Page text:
By Tom Jackson
A range of ingenious solutions to logistics challenges in the African e-commerce space demonstrate that the continent is full of opportunity, according to an analyst.
Gareth Mellon, ICT programme manager at Frost & Sullivan Africa, told Disrupt Africa that e-commerce on the continent was poised for healthy growth as internet penetration increased alongside the demand for more formalised retail.
Frost & Sullivan believes Africa’s e-commerce market – worth US$8 billion in 2013 – will grow to a value of US$50 billion by 2018, while numerous other experts expect there to be significant growth.
Yet challenges remain, according to Mellon, ranging from difficulties with distribution to regulatory hurdles, trade barriers and a lack of reliable payment systems. Infrastructure is also a serious issue, with problems such as these curtailing the revenues of the likes of Jumia, Konga and Takealot, and leading the likes of Naspers to decrease their commitment to the sector.
Yet Mellon said a range of “ingenious responses” to issues in the logistics space – whether in the form of innovative delivery mechanisms, including drones, or centralised distribution centres, points to the novel opportunities available in the space – show that the continent is full of opportunity.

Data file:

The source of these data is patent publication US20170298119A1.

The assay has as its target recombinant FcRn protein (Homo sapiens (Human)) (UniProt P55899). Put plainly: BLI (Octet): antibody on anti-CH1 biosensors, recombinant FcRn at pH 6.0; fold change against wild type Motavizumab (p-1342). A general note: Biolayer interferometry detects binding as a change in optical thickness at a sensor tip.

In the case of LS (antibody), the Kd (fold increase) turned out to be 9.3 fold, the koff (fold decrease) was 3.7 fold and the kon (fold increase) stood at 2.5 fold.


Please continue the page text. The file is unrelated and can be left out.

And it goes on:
“Given the broad acceptance of mobile money and Africa’s record of technology leaps, it is not inconceivable that some areas may move directly from informal markets to on-demand e-commerce, skipping the stage of formal retail development that has characterised more developed markets,” he said.
Mellon said the lack of existing retail infrastructure can be seen as both a hindrance and an opportunity for e-commerce providers, with companies having the opportunity to introduce new solutions without having to deal with the difficulties associated with entrenched legacy systems or vested interests.
Niche e-commerce has proven popular for investors in recent months, and Mellon said he understands the attraction to more focused platforms.
“Locally, the most successful e-commerce platform is probably Yuppiechef, which caters to a very niche market,” he said.
“This has meant that it has been able to obtain relatively good margins on its products, as opposed to more general e-commerce retailers that must compete with supermarkets and other brick-and-mortar stores.”
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